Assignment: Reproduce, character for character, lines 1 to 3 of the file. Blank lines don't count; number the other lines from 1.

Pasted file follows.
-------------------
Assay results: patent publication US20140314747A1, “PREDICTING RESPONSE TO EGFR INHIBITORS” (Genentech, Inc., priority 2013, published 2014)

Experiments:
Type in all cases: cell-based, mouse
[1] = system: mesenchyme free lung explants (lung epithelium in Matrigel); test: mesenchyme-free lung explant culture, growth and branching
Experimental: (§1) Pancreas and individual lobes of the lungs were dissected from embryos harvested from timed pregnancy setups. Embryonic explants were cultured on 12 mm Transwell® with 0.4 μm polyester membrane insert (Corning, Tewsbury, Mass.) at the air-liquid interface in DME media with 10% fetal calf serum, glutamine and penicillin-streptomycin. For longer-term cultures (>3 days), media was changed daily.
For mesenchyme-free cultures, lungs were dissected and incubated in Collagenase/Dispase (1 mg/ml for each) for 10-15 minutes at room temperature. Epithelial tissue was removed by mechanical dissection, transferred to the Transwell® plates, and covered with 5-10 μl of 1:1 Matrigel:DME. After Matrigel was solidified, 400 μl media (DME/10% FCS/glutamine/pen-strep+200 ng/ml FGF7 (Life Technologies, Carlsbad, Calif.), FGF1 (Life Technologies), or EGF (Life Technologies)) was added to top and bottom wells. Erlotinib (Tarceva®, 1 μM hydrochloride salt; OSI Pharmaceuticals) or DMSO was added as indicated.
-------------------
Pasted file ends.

Assay results: patent publication US20140314747A1, “PREDICTING RESPONSE TO EGFR INHIBITORS” (Genentech, Inc., priority 2013, published 2014)

Experiments:
Type in all cases: cell-based, mouse